Shahi Baoli, Hussainabad, Lucknow
The Shahi Baoli was constructed in order to be used as a water reservoir. Myths like water of this well being connected to the river flowing nearby or a secret treasure map and the key to the treasure being thrown into this well have been quite popularly widespread. Baoli is extensively popular for it’s exceptional architectural design. Nawab Asif-ud-daula built it during the years 1784-1794 and got the design of this baoli drafted by Kifayat-ullah, who was one of the most skilful architects of those times. The exquisite Indo-Islamic architectural design of this structure makes it an impeccably unique edifice. The Shahi Baoli was built along with the other units of the Bada Imambara in order to provide food and work to the famine-stricken natives of Awadh. To the east of the main courtyard of the Bada Imambara lies the Shahi Baoli. Entrance to the Shahi Baoli is through a double arched gateway. On moving further, an open flight of stairs lead down to the step-well. Encompassing this well stands a multi-storeyed structure which comprises many open arched windows and inter-connected galleries.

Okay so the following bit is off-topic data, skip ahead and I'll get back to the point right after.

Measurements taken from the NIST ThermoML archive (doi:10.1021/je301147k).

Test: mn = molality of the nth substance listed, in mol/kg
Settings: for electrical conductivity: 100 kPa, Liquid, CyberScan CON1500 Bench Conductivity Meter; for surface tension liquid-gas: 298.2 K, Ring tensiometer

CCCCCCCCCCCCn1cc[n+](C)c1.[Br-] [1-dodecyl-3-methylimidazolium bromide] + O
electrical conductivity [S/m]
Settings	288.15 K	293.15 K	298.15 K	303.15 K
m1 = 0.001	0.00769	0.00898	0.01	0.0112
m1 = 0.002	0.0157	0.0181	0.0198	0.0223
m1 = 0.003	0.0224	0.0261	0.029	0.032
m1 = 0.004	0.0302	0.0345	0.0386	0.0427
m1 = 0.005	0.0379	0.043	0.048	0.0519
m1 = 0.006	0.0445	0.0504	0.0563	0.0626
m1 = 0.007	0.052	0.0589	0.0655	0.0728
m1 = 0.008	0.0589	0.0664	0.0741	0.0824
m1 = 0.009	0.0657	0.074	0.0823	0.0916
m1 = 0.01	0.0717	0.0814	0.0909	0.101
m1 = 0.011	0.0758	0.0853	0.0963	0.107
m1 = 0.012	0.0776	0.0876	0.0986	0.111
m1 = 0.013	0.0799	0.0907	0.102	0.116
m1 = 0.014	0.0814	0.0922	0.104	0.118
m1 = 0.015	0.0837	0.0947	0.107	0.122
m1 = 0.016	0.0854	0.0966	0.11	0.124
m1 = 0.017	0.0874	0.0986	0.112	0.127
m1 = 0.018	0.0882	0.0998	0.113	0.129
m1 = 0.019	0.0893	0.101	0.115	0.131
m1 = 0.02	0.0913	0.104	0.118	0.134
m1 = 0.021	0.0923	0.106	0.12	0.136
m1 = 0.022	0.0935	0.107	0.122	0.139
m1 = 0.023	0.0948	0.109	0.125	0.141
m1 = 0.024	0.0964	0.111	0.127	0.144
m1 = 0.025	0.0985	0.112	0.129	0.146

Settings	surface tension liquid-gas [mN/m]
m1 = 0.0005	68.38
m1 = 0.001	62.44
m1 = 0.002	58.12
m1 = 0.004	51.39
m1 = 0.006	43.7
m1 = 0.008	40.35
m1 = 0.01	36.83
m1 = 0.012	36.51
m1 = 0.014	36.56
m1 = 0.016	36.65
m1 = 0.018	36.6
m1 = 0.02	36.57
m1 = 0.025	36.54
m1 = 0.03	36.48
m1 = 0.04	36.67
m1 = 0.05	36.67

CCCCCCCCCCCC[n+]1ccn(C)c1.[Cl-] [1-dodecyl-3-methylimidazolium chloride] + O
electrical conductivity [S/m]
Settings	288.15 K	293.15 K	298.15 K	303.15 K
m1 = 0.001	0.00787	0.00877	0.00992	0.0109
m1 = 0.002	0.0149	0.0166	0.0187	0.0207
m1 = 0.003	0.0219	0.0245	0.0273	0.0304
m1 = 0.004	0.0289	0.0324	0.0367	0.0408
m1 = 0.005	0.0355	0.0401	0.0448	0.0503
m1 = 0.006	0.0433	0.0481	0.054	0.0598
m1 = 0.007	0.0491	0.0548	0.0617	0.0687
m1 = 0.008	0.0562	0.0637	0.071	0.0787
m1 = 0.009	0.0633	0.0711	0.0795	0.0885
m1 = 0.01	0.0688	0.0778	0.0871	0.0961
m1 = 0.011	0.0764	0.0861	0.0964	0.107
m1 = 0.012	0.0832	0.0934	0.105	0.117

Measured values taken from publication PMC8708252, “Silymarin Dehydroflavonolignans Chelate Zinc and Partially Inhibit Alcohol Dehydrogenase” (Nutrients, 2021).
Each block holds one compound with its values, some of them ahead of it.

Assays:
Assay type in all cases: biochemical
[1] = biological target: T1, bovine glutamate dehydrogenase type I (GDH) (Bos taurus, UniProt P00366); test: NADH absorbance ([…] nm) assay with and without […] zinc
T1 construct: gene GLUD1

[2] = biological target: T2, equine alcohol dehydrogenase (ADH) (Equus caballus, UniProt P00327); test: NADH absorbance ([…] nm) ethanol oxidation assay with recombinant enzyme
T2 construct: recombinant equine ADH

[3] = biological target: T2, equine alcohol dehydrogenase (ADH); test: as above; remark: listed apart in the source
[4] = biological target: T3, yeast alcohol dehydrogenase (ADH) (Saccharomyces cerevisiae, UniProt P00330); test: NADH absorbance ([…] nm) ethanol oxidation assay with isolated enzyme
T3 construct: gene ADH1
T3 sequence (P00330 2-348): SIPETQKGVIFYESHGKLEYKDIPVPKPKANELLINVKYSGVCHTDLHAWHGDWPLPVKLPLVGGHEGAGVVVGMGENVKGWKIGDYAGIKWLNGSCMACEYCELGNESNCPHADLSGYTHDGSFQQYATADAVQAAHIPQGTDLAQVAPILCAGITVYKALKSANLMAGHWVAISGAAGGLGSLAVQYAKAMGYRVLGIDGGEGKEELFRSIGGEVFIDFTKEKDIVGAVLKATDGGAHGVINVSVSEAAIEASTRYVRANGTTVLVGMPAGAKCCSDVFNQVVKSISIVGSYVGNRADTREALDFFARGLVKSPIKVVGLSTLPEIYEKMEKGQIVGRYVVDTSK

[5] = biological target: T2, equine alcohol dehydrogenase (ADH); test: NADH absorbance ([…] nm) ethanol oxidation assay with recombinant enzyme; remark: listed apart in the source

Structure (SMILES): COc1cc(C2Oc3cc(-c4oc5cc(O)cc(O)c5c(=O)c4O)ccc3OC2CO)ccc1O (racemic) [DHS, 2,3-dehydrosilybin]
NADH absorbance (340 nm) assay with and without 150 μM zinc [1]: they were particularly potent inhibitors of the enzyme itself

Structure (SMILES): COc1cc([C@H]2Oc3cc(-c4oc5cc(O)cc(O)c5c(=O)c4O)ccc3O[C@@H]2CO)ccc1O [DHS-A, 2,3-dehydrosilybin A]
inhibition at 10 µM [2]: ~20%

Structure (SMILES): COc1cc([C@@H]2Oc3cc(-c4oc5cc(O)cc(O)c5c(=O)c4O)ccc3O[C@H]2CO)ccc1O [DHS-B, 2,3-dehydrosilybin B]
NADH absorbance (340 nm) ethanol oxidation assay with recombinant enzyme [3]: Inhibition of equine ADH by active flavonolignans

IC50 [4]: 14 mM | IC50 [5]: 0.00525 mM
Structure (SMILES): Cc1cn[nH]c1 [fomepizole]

The most fascinating feature of this baoli is the secret view of the visitors that it offers. Because of the alignment of one of the windows of the building and it’s entrance pathway, one can see the colorful shadow of the visitors standing at the entrance of this structure, on the water of the well. Many of the royal guests have described this building in their travelogue as a five-storeyed palace or the Panch Mahal, consisting of halls and several resting rooms for the guests. Moreover, a water supply of hot as well as cold water was available to them for bathing. The entry to this palace was from the east whereas exit to it was from the west. Three storeys of this palace are now submerged into water’, says the famous historian of Awadh, Mr. Roshan Taqui. ‘Surprised to see shadows of the visitors on the waters of the well. It’s unbelievable!’, says Anjali Tuteja, a tourist from Bangalore. Memories of visiting such architectural wonders is a treasure for lifetime. It’s a marvellous piece of work!’ says, Sandeep Rawat, an engineer. Now-a-days, the water of the well is seen covered with green algae and seems excessively filthy. People are often seen throwing coins, empty wrappers and plastic bags into the well. Even the walls of the facade sustains scribblings, patches of betel juice, cracked plasters etc.